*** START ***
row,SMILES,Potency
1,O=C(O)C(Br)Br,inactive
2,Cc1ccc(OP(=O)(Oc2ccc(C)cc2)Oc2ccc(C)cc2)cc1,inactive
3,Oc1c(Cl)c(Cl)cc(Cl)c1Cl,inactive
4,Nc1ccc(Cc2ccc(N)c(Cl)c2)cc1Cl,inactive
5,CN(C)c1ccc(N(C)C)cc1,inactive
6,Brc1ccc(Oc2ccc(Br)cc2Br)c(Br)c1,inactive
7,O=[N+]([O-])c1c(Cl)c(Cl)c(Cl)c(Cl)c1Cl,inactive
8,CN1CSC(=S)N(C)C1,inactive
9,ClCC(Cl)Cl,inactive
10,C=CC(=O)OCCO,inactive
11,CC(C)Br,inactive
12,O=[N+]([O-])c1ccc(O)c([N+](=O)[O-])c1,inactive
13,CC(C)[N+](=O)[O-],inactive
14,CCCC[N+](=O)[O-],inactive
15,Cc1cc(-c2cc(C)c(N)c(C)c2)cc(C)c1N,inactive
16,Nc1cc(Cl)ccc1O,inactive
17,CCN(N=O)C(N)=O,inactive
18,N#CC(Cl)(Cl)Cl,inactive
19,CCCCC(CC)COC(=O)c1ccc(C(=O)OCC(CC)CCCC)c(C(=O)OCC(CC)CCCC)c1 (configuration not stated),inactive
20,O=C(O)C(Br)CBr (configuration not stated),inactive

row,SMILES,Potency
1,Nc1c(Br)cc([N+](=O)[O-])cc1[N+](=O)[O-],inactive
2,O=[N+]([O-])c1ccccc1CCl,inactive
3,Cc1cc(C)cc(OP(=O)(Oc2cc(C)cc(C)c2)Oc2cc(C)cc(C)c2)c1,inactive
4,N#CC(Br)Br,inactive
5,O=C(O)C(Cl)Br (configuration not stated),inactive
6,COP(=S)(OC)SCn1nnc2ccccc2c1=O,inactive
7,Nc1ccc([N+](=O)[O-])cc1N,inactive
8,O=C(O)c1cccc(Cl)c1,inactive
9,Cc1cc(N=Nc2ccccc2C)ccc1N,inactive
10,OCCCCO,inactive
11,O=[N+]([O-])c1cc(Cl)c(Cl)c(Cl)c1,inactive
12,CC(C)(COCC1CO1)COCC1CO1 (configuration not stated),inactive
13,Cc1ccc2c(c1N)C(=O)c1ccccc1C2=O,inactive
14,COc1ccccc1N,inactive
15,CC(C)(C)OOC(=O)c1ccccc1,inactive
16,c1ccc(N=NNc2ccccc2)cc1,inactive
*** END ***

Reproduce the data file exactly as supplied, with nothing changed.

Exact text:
row,SMILES,Potency
1,O=C(O)C(Br)Br,inactive
2,Cc1ccc(OP(=O)(Oc2ccc(C)cc2)Oc2ccc(C)cc2)cc1,inactive
3,Oc1c(Cl)c(Cl)cc(Cl)c1Cl,inactive
4,Nc1ccc(Cc2ccc(N)c(Cl)c2)cc1Cl,inactive
5,CN(C)c1ccc(N(C)C)cc1,inactive
6,Brc1ccc(Oc2ccc(Br)cc2Br)c(Br)c1,inactive
7,O=[N+]([O-])c1c(Cl)c(Cl)c(Cl)c(Cl)c1Cl,inactive
8,CN1CSC(=S)N(C)C1,inactive
9,ClCC(Cl)Cl,inactive
10,C=CC(=O)OCCO,inactive
11,CC(C)Br,inactive
12,O=[N+]([O-])c1ccc(O)c([N+](=O)[O-])c1,inactive
13,CC(C)[N+](=O)[O-],inactive
14,CCCC[N+](=O)[O-],inactive
15,Cc1cc(-c2cc(C)c(N)c(C)c2)cc(C)c1N,inactive
16,Nc1cc(Cl)ccc1O,inactive
17,CCN(N=O)C(N)=O,inactive
18,N#CC(Cl)(Cl)Cl,inactive
19,CCCCC(CC)COC(=O)c1ccc(C(=O)OCC(CC)CCCC)c(C(=O)OCC(CC)CCCC)c1 (configuration not stated),inactive
20,O=C(O)C(Br)CBr (configuration not stated),inactive

row,SMILES,Potency
1,Nc1c(Br)cc([N+](=O)[O-])cc1[N+](=O)[O-],inactive
2,O=[N+]([O-])c1ccccc1CCl,inactive
3,Cc1cc(C)cc(OP(=O)(Oc2cc(C)cc(C)c2)Oc2cc(C)cc(C)c2)c1,inactive
4,N#CC(Br)Br,inactive
5,O=C(O)C(Cl)Br (configuration not stated),inactive
6,COP(=S)(OC)SCn1nnc2ccccc2c1=O,inactive
7,Nc1ccc([N+](=O)[O-])cc1N,inactive
8,O=C(O)c1cccc(Cl)c1,inactive
9,Cc1cc(N=Nc2ccccc2C)ccc1N,inactive
10,OCCCCO,inactive
11,O=[N+]([O-])c1cc(Cl)c(Cl)c(Cl)c1,inactive
12,CC(C)(COCC1CO1)COCC1CO1 (configuration not stated),inactive
13,Cc1ccc2c(c1N)C(=O)c1ccccc1C2=O,inactive
14,COc1ccccc1N,inactive
15,CC(C)(C)OOC(=O)c1ccccc1,inactive
16,c1ccc(N=NNc2ccccc2)cc1,inactive